Aeneas before Virgil

Early Greek sources about the Trojan hero

The Trojan hero Aeneas, made famous by Virgil’s epic poem, has been the subject of ancient texts and art going as far back as Homer.

Josho Brouwers

When the Roman poet Virgil (70 BC–19 BC) composed his epic poem about Aeneas, he did not come up with the entire story himself. Certainly, some elements were his own invention. The part where Aeneas descends into the underworld and is shown a vision of his descendants’ future greatness, is a clear example of Virgil adapting the story to celebrate the achievements of Rome’s first emperor, Augustus. Likewise, the conflict between Dido and Aeneas was used to explain why the later Carthaginians and Romans were at odds with each other.

The hand of the author is also clearly visible in the overall structure of the work. The poem itself is consciously modelled after the two Homeric epics that preceded it. The first six books of the Aeneid are clearly inspired by the Odyssey, as they detail Aeneas’ wanderings through the Mediterranean. The latter six books deal with Aeneas’ struggles in Italy, his confrontation with Turnus, and are clearly modelled after the Iliad.

Fated to survive

Large parts of Aeneas’ story had been current well before Virgil had even been born. In the twentieth book of the Iliad, which was probably composed around 700 BC, Aeneas is saved by Poseidon from being slain by Achilles. His reasoning for doing so? Aeneas was a descendant of Dardanos, Zeus’ favourite son, and the supreme deity did not want the line of Dardanos to be snuffed out completely; only the branch that Priam belonged to was fated for extinction.

Ajax fights Glaucus over the dead body of Achilles. Note the arrow through Achilles’ ankle. Paris (with the bow) and, following behind him, Aeneas (with spear in overhead position) prepare to engage the Greeks. The woman at the far left is the goddess Athena. This picture was originally published in a German book in 1927 and drawn after a Chalchidian amphora of ca. 540-530 BC. Formerly in the Pembroke-Hope Collection in Deepdene, England; the original vase is now lost.

The poem Iliou Persis (i.e. “Sack of Troy”) gives some further details. Like the Iliad and the Odyssey, it’s part of the so-called “Epic Cycle”, the poems that together told the story of the Trojan War. (Some also include a poem about the gods, the Titanomachy, and the poems of the Theban Cycle; all of them have been lost, save a few fragments.) Like all other poems from that Cycle, apart from the Homeric ones, the Iliou Persis has not survived. A summary of the story was written down by Proclus in the fifth century AD. The poem itself was considered a work of Arctinus of Miletus, who might have been active as early as the eighth or seventh century BC.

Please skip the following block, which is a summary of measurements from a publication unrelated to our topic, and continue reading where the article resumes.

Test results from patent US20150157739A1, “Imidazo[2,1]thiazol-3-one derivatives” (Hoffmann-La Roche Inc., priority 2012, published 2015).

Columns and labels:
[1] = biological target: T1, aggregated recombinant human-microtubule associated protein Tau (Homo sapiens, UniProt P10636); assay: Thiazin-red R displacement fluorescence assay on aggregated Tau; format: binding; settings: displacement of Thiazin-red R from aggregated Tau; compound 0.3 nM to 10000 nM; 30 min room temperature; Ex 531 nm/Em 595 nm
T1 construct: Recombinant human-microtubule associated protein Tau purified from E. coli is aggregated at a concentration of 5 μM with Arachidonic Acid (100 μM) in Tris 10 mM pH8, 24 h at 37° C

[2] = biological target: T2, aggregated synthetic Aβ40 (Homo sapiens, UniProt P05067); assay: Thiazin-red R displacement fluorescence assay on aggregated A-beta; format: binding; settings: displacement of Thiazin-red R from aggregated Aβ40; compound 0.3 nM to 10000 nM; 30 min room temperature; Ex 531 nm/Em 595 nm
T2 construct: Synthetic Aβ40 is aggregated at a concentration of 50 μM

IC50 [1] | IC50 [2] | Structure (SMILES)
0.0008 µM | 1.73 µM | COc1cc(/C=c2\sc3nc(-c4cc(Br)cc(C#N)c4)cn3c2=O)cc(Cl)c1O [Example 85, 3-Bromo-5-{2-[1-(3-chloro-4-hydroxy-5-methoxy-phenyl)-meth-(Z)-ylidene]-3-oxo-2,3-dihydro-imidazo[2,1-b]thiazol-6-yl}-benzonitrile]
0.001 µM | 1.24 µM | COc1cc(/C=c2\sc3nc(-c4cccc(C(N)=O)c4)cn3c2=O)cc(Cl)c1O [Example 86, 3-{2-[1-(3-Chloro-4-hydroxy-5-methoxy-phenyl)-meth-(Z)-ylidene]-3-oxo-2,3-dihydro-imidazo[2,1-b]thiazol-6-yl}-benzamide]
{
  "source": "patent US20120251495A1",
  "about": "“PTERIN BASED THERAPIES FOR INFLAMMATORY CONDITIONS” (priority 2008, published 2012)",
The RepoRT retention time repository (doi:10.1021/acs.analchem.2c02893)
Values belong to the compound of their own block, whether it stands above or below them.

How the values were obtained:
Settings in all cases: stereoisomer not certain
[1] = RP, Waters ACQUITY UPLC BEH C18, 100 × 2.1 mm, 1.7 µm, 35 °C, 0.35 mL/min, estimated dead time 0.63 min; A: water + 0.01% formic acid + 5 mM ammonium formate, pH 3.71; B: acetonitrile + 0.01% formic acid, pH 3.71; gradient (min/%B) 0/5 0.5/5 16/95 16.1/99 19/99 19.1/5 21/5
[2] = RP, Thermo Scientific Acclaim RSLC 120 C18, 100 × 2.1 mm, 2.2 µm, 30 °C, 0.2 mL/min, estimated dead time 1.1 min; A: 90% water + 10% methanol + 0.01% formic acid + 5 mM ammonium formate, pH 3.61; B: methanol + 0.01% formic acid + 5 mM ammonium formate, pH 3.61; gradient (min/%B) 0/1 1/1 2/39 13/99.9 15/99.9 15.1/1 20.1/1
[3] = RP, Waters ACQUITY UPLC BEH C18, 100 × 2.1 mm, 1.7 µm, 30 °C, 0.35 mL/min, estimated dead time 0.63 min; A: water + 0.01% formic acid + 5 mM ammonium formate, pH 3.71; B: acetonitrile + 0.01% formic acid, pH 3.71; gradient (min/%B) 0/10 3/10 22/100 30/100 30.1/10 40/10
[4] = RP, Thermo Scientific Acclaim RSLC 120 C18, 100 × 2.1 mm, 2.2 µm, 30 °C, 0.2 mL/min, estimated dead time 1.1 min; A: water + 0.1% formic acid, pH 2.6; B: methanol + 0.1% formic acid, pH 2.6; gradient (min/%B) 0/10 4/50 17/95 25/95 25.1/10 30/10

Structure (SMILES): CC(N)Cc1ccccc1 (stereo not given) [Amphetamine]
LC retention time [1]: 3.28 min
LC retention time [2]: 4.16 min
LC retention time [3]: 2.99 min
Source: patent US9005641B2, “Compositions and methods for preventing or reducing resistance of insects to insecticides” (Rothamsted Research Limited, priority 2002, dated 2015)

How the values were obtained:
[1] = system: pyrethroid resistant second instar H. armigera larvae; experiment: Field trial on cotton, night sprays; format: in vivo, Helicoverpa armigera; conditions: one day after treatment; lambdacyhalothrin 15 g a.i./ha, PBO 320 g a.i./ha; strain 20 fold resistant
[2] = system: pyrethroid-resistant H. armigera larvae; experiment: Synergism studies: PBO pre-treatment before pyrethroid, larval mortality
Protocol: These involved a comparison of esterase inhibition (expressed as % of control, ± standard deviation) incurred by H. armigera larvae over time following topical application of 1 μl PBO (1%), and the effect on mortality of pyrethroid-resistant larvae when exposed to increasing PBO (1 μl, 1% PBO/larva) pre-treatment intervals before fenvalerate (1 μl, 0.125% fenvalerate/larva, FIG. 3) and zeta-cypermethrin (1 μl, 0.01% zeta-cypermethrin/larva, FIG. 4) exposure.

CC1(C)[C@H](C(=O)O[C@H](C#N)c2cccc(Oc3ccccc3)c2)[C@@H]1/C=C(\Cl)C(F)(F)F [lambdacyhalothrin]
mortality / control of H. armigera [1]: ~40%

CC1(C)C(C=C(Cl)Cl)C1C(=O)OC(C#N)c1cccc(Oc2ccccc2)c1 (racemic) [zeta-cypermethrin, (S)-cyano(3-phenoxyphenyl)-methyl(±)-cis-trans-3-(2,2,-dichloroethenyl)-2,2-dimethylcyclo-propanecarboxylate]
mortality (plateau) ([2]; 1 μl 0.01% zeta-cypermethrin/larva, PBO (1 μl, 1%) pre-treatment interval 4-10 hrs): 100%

When the Trojans had discovered the Wooden Horse on the beach and deemed that the Greeks had fled, the priest Laocoon warned that it was a trap, and for this he was killed by giant serpents sent by the gods. The Trojans then took the Wooden Horse inside the city and the rest, as they say, was history. According to Proclus’ summary of the Iliou Persis, Aeneas had misgivings and abandoned the city after Laocoon’s death, taking part of the population with him. Most other (later) sources suggest that Aeneas didn’t leave the city until the Greeks had actually started sacking and burning it.

An Attic black-figure oinochoe depicting the Trojan hero Aeneas carrying his father Anchises to safety. Dated to ca. 520–510 BC. Painter of Louvre F 118 (eponymous vase).

Interestingly, a fragment of another poem from the Epic Cycle, known as the Little Iliad, claims that Aeneas had actually been taken prisoner by Neoptolemus, the son of Achilles. But this appears to have been an outlier: most Greek sources suggest that Aeneas either escaped the destruction of Troy or was even allowed to leave after negotiating a truce with the Greeks.

From the second half of the sixth century, there are a considerable amount of Attic black-figure vases that depict Aeneas carrying his father Anchises to safety. Sometimes a child is also present; one assumes it must be Ascanius. A woman is often present, leading the way; perhaps she is to be identified as Creusa, Aeneas’ wife. Creusa was also a daughter of Priam and Hecuba (and therefore destined to die at Troy). It should be noted that most of these black-figure vases were found in Etruria and were perhaps deliberatedly made for the Etruscan market, for example if the Etruscans already considered Aeneas a founder hero.

Settling on the Italian peninsula

Hellanicus of Mytilene (fifth century BC) was a logographer who wrote a number of works that have survived in fragmentary form. He was one of a few Classical authors who wrote about Greeks and Trojans who had moved to the west and settled in Italy and Sicily (see also Thucydides 6.2.3).